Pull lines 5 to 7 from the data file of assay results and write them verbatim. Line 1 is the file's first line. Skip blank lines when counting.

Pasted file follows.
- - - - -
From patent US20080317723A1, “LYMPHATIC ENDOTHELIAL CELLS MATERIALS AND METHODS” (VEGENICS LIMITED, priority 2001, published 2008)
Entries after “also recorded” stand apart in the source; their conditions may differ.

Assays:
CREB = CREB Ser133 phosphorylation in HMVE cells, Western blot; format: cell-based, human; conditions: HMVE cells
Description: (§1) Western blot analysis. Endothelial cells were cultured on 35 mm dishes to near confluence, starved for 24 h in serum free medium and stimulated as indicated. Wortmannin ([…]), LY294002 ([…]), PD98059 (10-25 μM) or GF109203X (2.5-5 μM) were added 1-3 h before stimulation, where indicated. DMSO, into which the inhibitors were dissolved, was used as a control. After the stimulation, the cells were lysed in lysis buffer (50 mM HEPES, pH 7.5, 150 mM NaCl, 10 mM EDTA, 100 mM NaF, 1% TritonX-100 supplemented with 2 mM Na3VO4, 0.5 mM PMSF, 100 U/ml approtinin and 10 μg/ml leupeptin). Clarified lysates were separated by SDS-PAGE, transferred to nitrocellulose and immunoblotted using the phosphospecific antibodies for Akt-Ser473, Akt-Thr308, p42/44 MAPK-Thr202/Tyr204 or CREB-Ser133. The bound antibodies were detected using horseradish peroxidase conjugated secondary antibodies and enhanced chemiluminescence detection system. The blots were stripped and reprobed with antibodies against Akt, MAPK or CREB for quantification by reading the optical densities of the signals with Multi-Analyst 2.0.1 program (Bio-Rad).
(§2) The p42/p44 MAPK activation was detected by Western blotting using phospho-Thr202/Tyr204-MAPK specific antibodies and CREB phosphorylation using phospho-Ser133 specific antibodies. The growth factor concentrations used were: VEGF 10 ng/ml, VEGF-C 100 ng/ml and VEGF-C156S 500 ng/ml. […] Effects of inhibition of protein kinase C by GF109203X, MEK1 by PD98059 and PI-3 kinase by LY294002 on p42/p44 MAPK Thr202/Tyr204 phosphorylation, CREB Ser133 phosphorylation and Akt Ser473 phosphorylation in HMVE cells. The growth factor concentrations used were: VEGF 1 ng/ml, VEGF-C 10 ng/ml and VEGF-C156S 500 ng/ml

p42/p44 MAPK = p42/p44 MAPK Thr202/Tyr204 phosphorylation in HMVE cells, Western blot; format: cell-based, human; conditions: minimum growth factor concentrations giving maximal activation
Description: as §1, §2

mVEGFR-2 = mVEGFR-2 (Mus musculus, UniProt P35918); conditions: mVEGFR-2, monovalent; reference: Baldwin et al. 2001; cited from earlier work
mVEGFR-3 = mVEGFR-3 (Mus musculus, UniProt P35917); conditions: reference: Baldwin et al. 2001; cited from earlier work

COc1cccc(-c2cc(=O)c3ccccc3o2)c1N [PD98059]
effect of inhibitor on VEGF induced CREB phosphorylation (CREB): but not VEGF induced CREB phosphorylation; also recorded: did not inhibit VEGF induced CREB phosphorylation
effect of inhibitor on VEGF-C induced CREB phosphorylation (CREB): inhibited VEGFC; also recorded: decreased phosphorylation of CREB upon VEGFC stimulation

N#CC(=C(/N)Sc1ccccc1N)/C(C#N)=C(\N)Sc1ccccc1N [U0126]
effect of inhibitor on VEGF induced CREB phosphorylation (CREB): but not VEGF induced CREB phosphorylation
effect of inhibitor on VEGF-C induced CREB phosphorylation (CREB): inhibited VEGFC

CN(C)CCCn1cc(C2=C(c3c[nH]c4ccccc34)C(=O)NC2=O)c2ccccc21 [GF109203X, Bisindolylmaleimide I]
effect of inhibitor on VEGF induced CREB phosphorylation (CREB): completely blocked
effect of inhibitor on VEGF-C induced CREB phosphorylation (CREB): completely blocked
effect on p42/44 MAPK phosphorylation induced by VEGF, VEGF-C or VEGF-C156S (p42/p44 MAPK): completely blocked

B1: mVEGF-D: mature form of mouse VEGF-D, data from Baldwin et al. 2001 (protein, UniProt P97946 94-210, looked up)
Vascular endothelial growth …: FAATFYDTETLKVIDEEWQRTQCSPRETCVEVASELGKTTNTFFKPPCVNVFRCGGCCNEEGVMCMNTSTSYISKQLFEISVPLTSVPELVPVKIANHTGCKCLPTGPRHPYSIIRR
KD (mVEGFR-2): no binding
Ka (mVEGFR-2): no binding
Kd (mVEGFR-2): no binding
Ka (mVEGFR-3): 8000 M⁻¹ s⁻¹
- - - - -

Description: (§1) Western blot analysis. Endothelial cells were cultured on 35 mm dishes to near confluence, starved for 24 h in serum free medium and stimulated as indicated. Wortmannin ([…]), LY294002 ([…]), PD98059 (10-25 μM) or GF109203X (2.5-5 μM) were added 1-3 h before stimulation, where indicated. DMSO, into which the inhibitors were dissolved, was used as a control. After the stimulation, the cells were lysed in lysis buffer (50 mM HEPES, pH 7.5, 150 mM NaCl, 10 mM EDTA, 100 mM NaF, 1% TritonX-100 supplemented with 2 mM Na3VO4, 0.5 mM PMSF, 100 U/ml approtinin and 10 μg/ml leupeptin). Clarified lysates were separated by SDS-PAGE, transferred to nitrocellulose and immunoblotted using the phosphospecific antibodies for Akt-Ser473, Akt-Thr308, p42/44 MAPK-Thr202/Tyr204 or CREB-Ser133. The bound antibodies were detected using horseradish peroxidase conjugated secondary antibodies and enhanced chemiluminescence detection system. The blots were stripped and reprobed with antibodies against Akt, MAPK or CREB for quantification by reading the optical densities of the signals with Multi-Analyst 2.0.1 program (Bio-Rad).
(§2) The p42/p44 MAPK activation was detected by Western blotting using phospho-Thr202/Tyr204-MAPK specific antibodies and CREB phosphorylation using phospho-Ser133 specific antibodies. The growth factor concentrations used were: VEGF 10 ng/ml, VEGF-C 100 ng/ml and VEGF-C156S 500 ng/ml. […] Effects of inhibition of protein kinase C by GF109203X, MEK1 by PD98059 and PI-3 kinase by LY294002 on p42/p44 MAPK Thr202/Tyr204 phosphorylation, CREB Ser133 phosphorylation and Akt Ser473 phosphorylation in HMVE cells. The growth factor concentrations used were: VEGF 1 ng/ml, VEGF-C 10 ng/ml and VEGF-C156S 500 ng/ml

p42/p44 MAPK = p42/p44 MAPK Thr202/Tyr204 phosphorylation in HMVE cells, Western blot; format: cell-based, human; conditions: minimum growth factor concentrations giving maximal activation